Last weekend, we visited the second edition of the Service Design Days in Barcelona. We gained new insights about how to deliver and be of value in a demanding society. We’ll walk you through the top 4 of talks we think are worth sharing.
1. The service design growth curve
One of the talks we fancied was given by Erik Roscam Abbing, a Service Designer by heart. Erik sees Service Design as a set of tools to bring positive change to organisations. Within his process, he uses design thinking techniques to effect all kind of organisations: startups, SME’s and large enterprises.
Erik explained how we all try to climb to the ladder to be effective and procede change. However, he believes that real organisational improvements can happen on any floor. Why climb? And when change happens, the organisation becomes more human centered, creative and innovative.
He continues with the statement: ‘Service Design is about people, not tools.’ When applying Service Design in your organisation, it produces an upwards spiral, but only when you keep track of four dimensions:
- The customer needs
- Organisation perspective
- Business point of view
- Society impact
With examples, Erik demonstrated positive results practising these dimensions for different kind organisations. The moral of the story: growth takes place on all levels, but keep in mind that each level has different needs. ‘Do it better, do it contextual.’ As long there is an upwards spiral.
Henry Mason is a trendwatcher. During his talks, he gave away some nice tips and wrapped up the audience with new products and services which could change our lives for good.
‘What sounded ridiculous 10 years ago is now reality.’
Henry showed how passive personalisation is becoming more important than ever. The app Smashbox helps women try on different kinds of makeup products virtually, using a selfie camera and augmented reality. Meanwhile, the app has been downloaded nearly 50 million times.
Henry also talked about A-commerce, the new E-commerce. We order many products online, today: imagine what the future might look like when services decide what products you want, need and order. Henry also explained that tire manufacturer Pirelli has started tracking tire data with sensors. To increase the driver’s safety, dealer appointments are automatically booked by Pirelli.
A few trendwatch learnings listed…
- Don’t look at people, look at their innovations.
- What are the products of tomorrow?
- Ask yourself: what do people want next?
3. Has society become a product?
Jon Rogers kicked off the second day. He shared his vision about what the world has become in the last years while the internet rises.
Instead of using technologic innovation for creating a healthy ecosystem, we created the internet. Jon clarified once again how vulnerable we are, now that society is on the verge of embracing voice control. Many of us use Siri or Alexa in our daily life, and thus enable the internet with our voice. While giving commands, the products hear anything we say.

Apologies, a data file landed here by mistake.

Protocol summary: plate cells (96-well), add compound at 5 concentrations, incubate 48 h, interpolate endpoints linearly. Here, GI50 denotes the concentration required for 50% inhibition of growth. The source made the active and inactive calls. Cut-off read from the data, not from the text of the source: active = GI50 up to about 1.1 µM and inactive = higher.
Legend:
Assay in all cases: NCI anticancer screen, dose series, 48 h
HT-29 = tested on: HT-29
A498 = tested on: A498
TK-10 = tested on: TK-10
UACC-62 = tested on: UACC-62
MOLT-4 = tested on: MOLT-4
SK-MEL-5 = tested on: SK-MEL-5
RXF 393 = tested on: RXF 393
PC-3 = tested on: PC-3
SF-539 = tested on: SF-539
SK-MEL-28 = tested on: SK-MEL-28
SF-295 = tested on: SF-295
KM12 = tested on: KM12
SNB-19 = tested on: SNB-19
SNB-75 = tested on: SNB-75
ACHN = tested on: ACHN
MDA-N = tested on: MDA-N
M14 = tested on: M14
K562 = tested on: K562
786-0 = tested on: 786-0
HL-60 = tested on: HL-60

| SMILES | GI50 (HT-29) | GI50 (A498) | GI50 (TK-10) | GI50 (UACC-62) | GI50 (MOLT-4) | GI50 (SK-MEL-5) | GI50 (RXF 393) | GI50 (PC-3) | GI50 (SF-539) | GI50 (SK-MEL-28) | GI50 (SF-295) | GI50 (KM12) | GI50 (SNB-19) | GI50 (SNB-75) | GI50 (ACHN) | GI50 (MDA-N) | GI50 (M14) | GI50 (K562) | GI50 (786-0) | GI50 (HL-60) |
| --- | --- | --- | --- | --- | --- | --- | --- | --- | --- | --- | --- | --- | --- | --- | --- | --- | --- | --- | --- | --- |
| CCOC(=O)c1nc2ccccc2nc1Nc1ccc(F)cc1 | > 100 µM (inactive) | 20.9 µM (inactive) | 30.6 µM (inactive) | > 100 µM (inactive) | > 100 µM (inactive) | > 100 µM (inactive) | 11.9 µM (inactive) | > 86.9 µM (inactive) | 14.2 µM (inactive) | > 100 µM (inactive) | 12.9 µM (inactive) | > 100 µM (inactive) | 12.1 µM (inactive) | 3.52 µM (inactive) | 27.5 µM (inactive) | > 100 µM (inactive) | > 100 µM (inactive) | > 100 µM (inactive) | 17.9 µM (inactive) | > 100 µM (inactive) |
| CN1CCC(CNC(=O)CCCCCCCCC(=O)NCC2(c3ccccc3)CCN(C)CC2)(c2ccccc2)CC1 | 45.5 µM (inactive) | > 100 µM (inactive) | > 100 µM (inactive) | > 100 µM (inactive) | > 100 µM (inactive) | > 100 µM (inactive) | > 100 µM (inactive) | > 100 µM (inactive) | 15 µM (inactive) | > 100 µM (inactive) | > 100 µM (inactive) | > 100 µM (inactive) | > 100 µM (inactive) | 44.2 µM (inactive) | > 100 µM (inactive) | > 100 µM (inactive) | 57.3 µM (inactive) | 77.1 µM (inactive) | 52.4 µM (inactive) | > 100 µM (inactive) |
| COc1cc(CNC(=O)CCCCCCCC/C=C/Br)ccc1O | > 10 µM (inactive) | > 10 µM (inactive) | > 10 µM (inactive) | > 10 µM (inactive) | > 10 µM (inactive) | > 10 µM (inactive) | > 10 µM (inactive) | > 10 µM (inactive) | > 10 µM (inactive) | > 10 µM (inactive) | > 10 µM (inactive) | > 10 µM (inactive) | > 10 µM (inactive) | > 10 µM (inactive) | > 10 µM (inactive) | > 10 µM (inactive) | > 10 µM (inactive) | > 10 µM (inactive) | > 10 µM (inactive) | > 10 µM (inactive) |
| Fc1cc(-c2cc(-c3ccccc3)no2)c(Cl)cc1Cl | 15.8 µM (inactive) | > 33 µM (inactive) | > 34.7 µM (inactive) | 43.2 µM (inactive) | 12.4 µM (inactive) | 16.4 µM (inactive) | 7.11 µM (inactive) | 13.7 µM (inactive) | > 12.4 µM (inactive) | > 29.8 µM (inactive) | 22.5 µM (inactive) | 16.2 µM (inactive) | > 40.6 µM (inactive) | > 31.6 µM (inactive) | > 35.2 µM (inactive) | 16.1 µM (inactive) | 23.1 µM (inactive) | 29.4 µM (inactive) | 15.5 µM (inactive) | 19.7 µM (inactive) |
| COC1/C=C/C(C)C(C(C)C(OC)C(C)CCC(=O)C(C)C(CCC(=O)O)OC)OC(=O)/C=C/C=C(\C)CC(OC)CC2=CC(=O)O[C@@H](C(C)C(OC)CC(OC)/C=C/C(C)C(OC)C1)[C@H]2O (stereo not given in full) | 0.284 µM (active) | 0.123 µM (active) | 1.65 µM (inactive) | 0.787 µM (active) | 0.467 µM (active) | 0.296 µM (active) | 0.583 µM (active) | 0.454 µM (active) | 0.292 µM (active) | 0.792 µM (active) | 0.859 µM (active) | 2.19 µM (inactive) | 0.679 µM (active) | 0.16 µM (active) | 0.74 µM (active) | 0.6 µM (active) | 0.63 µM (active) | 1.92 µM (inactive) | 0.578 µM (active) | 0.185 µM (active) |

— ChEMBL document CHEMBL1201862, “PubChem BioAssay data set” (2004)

Soon, they register any sound in the room and learn, adapt, and inform us even when we haven’t given them voice commands. As Siri, Alexa and other products simplify our lives, they also enter a new area of privacy sensitivities. Simply because users put usability above security. Has society become a product?
With sharp examples as ‘The Dolphin Attack, Cloudpets for children — which recently leaked data, and the end-movie Our Friend Electric’ — Jon demonstrated privacy hazards using the newest technologies without concern about creating masses of data. What do you think?
4. What is the real value of design?
Randy Hunt led the Etsy design team, a platform for handcrafted goods. From the beginning, when every interaction was personal, to the moment it became corporate and grew to over 100 employees. Randy explained to us how the company grew and what the value of design was during this period.
In the beginning, executives trusted the small design team (10+) completely with new design directions and innovative ideas. Behind the screens, the company was about building personal relationships. Everyone knew each other well and trusted each other.
6 years later, things changed when Etsy had over 100 designers. Employees who were not design driven, started to ask questions. Like a financial guy, who of course saw the company from a completely different perspective: ‘Why do we spend so much money on design?’
The team couldn’t rely on trust alone anymore and the value of design was hard to explain. Randy realized the company wasn’t just about design anymore. Quoting him:
‘The way it has worked in the past is unlikely to work in the future.’
Anyone in the field of design should make people understand what they’re not familiar with — design. For this reason, Randy made a list with all design roles within the company and its matching values. The question was raised if design value could be measured, to explain why design is so important?
Sometimes we can explain its value, and sometimes we just can’t. But we can always try, because design is more than it seems to be and far more valuable than we think it is. And for us as designers, it’s our task to help others understand design more deeply, and help measure.
Some last words
Of course, more interesting talks were given at the Service Design Days 2017. We learned more about strategic approaches, have been inspired by great talks and relevant workshops, and met some wonderful people.
We definitely recommend you to visit the Service Design Days next time. The organisation did a great job. Thanks all!
Design Lead at Hike One